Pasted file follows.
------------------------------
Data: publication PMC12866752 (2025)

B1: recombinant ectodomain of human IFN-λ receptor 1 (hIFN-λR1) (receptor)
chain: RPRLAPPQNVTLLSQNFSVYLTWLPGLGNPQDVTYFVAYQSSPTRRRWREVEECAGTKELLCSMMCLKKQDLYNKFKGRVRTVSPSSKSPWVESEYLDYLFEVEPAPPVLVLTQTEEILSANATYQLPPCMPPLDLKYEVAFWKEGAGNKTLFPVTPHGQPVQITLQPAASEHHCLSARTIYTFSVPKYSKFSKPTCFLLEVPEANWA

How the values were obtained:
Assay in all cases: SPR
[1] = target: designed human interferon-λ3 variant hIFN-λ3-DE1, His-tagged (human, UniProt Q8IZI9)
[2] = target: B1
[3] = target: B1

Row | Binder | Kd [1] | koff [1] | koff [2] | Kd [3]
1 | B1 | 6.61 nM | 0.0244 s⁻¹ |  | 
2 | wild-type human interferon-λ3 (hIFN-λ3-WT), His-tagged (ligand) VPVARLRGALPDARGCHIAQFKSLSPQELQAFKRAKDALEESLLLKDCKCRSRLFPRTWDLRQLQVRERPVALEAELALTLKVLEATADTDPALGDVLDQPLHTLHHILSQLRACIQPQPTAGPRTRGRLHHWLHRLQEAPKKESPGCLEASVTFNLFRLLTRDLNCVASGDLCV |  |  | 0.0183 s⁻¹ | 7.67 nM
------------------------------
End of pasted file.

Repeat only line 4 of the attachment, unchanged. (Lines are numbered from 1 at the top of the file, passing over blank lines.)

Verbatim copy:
How the values were obtained: